Matching half of 2,000-year-old lamp found in Jerusalem said located in Budapest
Hungarian archeologist reaches out to Israelis to say he may have found a match for the rare face-shaped piece discovered on road used by Jewish pilgrims on way to 2nd Temple
A rare 2,000-year old oil lamp shaped like half of a grotesque face that was discovered in Jerusalem last week appears to have a matching partner — that was discovered in Budapest nine years ago.
The Israel Antiquities Authority said last week that the lamp, estimated to be from the late 1st century or the early 2nd century CE, was the first finding of its kind in Israel, and one of just a few worldwide.
According to Jerusalem’s City of David archeological site, after the announcement of the find, Hungarian archeologist Dr. Gabor Lassanyi reached out to say that he may be in possession of the other half, which was uncovered during a 2012 excavation in Budapest.
“In an excavation we conducted at Aquincum (modern-day Budapest), we found a remarkably rare object: at the bottom of the building, we discovered a bronze half-lamp depicting the right half of a face shaped like a Roman theater mask,” Lassanyi wrote to Ari Levy, the head of the Jerusalem excavation.
According to Lassanyi, “Only a few known creations that resemble this exist from this time period, and they sit in museums and throughout private collections in the world, yet none of them are like these two halves. It is very difficult to craft in such an accurate way, and therefore, it is likely that the two halves of the lamps were created in the same artisan house and may even have served as a pair to one complete piece.”
The lamp found in Jerusalem is of the left-hand side of a face, while the Budapest lamp is of the right-hand side.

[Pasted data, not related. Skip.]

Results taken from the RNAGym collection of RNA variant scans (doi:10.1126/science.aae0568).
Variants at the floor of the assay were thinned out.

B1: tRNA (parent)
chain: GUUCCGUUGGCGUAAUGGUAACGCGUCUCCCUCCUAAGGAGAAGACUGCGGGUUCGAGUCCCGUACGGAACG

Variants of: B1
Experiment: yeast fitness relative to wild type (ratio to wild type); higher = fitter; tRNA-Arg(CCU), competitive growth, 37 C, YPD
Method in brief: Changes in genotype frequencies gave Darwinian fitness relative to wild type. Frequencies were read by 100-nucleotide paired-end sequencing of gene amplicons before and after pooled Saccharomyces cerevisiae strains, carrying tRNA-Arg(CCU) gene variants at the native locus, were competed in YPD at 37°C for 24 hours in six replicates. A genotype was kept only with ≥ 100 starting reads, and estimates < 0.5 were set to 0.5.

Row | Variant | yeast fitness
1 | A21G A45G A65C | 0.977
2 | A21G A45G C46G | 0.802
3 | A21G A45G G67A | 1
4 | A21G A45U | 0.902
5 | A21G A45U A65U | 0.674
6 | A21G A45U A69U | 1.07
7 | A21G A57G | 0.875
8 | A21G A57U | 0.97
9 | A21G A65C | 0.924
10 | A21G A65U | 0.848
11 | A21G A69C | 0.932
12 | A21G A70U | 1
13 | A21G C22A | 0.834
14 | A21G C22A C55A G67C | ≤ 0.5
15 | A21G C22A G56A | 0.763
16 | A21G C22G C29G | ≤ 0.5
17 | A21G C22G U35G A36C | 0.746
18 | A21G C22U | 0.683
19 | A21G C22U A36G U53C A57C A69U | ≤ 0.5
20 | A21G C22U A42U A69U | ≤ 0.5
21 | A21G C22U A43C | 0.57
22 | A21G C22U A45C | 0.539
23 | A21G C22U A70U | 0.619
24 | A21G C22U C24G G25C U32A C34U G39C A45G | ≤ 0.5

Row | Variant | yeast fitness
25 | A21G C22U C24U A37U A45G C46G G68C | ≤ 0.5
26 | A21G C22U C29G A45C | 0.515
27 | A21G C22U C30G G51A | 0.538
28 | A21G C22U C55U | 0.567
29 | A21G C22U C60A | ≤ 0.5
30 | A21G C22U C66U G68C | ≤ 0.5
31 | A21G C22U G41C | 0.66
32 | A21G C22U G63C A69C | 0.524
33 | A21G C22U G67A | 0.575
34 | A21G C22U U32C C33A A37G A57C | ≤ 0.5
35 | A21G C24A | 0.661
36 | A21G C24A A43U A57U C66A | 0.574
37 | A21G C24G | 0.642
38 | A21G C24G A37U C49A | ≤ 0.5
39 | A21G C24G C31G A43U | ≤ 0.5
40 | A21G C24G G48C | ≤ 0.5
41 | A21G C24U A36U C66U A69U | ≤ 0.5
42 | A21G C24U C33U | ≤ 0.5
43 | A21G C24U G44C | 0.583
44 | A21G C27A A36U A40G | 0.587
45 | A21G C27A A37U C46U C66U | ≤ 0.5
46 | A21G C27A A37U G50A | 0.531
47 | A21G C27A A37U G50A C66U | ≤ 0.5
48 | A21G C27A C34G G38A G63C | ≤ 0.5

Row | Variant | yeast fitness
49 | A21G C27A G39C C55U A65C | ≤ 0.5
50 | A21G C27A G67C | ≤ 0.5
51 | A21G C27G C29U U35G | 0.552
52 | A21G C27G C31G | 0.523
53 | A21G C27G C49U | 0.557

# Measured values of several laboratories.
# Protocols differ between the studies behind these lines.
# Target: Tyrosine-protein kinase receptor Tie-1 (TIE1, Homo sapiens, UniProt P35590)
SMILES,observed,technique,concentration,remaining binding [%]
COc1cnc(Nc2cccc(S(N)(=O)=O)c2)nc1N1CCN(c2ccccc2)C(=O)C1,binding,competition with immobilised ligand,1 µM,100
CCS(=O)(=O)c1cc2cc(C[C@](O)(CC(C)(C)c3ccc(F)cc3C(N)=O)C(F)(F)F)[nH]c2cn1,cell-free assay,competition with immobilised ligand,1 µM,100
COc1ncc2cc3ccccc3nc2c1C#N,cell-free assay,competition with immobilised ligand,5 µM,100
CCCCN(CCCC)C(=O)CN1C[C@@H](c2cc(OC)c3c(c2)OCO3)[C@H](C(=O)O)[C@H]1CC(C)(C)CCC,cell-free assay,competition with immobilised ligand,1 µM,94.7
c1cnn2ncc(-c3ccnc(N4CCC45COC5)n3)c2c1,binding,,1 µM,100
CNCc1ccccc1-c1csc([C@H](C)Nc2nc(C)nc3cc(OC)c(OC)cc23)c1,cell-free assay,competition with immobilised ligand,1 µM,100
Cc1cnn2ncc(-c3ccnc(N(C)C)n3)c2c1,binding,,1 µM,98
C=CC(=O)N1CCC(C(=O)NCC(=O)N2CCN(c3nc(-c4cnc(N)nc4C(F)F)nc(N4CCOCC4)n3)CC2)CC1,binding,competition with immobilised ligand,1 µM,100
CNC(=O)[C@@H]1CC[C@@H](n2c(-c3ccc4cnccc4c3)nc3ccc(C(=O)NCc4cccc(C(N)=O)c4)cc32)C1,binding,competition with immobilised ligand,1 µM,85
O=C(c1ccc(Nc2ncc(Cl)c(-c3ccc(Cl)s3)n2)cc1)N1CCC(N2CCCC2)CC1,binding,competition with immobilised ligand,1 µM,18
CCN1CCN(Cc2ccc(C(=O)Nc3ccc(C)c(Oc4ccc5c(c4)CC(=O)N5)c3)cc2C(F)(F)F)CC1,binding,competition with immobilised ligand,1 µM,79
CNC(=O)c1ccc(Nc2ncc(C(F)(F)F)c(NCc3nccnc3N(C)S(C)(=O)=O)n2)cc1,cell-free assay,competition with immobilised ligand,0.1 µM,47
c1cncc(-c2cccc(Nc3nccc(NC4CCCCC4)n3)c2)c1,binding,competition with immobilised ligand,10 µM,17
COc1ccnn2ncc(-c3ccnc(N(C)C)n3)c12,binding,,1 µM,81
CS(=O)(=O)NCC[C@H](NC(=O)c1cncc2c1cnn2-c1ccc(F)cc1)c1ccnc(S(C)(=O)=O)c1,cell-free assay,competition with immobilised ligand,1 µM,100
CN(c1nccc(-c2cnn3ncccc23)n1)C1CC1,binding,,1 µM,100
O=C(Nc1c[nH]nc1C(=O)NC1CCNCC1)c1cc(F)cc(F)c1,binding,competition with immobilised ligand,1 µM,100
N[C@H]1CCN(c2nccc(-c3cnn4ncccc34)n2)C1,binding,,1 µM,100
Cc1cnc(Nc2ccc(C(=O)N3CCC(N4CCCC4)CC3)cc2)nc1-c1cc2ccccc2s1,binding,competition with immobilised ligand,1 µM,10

Upon an initial examination of the two lamps, Lassanyi and Levy found that the two halves had exactly the same dimensions. Additionally, the lamp in Hungary has a connecting slot that is depressed, while the lamp discovered in Israel has a protruding ridge, indicating they could connect together.
Levy said he was “incredibly surprised and excited to receive such a response” from Lassanyi.
“From the start, it was clear to us that this lamp was made abroad in one of the European countries, but I could not imagine that I would receive such an incredible message. The presence of a similar counterpart in Hungary, an area that was under the control of the Roman Empire at the time, allows us to look at the issue in a much deeper and broader way than we expected,” Levy said.
Israel Antiquities Authority researchers said last week that they believe the bronze lamp was used as a foundation deposit — a ritual burial of an offering — to bring good fortune to the Roman Period building’s residents.
According to the Israel Antiquities Authority, the lamp was poured into a sculpted mold that was shaped like half of a face of a bearded man with a grotesque appearance. The tip of the lamp is shaped like a crescent moon, and the handle is shaped like an acanthus plant. The decoration that appears on the lamp is reminiscent of a common Roman artistic motif, similar to a theatrical mask.
Lassanyi and his team also likened their find to a theatrical mask [link in Hungarian].
Israeli archeologists are currently examining various options to explore whether the two lamps are indeed a matching pair, including the possibility of printing a three-dimensional model of the lamp from Israel and sending it to Hungary so that researchers there could try to connect the two halves, the City of David said in a statement.
The finding, in the City of David’s Pilgrimage Road, also included the lamp’s wick, which was unusually well-preserved.
The Pilgrimage Road was used by Jewish pilgrims 2,000 years ago when they visited Judaism’s holiest site, the Temple Mount.
Michael Bachner contributed to this report.